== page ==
The web’s development has had an enormous and growing influence on the way information, advice and guidance (IAG) services are delivered. Recently, I’ve been doing some thinking about how IAG services for young people have developed on the web.
The definition of what constitutes IAG precisely is a controversial topic- and not something I want to dive into very deeply with this post. In terms of scope I’m applying this thinking to both careers and non-careers IAG services, as well as rights-based (legal, housing, benefits, etc.) and non-rights based services (health, relationships, emotional wellbeing, etc).
The following is heavily influenced by my experience working on TheSite.org with charity YouthNet providing online information to 16-25 year olds across a range of different issues. To clarify, this post is written in a personal capacity and doesn’t necessarily reflect the views of YouthNet.
The issue or the person?
Broadly, online IAG services have developed along two different routes.
Initially, the way information services were delivered online tended to begin with the issues the services sought to address and that the services’ users were perceived to face. Subsequently as the social web took hold, information services were developed that thrust the personal context of service users to the forefront of service delivery.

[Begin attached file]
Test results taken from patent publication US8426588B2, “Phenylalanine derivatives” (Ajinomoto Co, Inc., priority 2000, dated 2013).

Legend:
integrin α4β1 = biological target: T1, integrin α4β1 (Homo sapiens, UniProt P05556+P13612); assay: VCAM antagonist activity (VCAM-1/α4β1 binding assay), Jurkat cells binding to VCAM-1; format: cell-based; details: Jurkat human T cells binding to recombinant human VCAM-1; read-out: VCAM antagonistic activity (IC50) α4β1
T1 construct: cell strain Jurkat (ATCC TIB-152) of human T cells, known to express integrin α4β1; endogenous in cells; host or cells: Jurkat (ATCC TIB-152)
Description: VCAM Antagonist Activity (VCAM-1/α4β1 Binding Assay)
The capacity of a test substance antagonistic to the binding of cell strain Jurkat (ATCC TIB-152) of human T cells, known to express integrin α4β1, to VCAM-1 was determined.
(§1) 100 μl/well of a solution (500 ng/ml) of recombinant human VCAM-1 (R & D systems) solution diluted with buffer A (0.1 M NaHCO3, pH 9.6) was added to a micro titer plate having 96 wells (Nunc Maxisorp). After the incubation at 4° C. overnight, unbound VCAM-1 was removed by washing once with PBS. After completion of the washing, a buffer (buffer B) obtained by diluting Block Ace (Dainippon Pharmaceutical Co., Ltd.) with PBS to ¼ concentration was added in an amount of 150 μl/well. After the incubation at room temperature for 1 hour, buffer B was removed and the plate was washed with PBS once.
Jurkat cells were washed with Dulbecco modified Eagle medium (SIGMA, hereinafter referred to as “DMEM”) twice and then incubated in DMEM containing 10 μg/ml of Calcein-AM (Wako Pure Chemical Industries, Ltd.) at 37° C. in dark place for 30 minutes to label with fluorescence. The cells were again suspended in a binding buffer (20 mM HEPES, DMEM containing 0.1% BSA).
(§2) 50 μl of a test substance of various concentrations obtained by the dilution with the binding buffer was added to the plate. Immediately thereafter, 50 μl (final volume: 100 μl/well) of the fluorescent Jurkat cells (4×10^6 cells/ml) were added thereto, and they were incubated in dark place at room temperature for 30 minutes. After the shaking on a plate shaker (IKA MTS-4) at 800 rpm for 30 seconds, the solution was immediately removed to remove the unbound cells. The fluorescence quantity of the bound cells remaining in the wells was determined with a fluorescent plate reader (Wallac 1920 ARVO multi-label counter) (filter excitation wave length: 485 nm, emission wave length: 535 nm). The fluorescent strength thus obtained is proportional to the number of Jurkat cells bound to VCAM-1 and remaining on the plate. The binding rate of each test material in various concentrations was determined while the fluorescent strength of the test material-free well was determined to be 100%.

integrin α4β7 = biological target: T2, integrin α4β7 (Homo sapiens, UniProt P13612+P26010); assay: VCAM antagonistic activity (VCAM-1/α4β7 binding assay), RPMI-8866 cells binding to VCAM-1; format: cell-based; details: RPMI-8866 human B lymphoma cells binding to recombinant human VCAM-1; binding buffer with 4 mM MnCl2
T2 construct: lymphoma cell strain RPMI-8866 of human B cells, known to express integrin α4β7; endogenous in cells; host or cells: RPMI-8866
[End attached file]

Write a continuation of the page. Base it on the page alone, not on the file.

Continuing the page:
This legacy of web evolution means the online information services can often be separated into those that focus on a specific issue and those that focus on the personal context of the service user.
Here’s a simple illustration of the distinction outlined above. An online resource such as a catalogue of factsheets is typically written to address specific issues faced by service users (based on a generic understanding of their personal circumstances). An online discussion forum meanwhile is a resource that privileges the personal context of service users (it makes the specific personal circumstances of specific service users the starting point to delivering its IAG services).
Beginning of web info services
In the beginning, IAG services were delivered in a Web 1.0 world. IAG providers were excited by the storage potential and search capabilities of the web. Gradually all kinds of previously paper-based information was put online, followed by the creation of new content specifically made to fit the web.
Text-based resources typically categorized by issue, followed earlier delivery models developed by libraries and other offline information providers. It was the potential to create huge, seemingly unlimited information resources rich in textual content that excited us. In the world where keyword search was king, information developed around the issues the providers saw as key.
In the case of TheSite.org, from 1998, articles and factsheets were developed editorially that tackled the issues that affected young people. Categories included: “Advice”, “Drugs & Alcohol”, “Education” and so it went in alphabetical order. In addition, sources of support and further information like helplines and organisations were categorised by issue in an effort to render the information accessible to service users.
All kinds of IAG providers discovered they could store and publish this written information relatively cheaply. They could make access to this kind of text-based information (stored on static pages) available on demand, usually for free.
Web technology could begin to automate areas of information provision simply by uploading HTML and thereby hooking into the growing power of search engines. Offline databases could be made available online.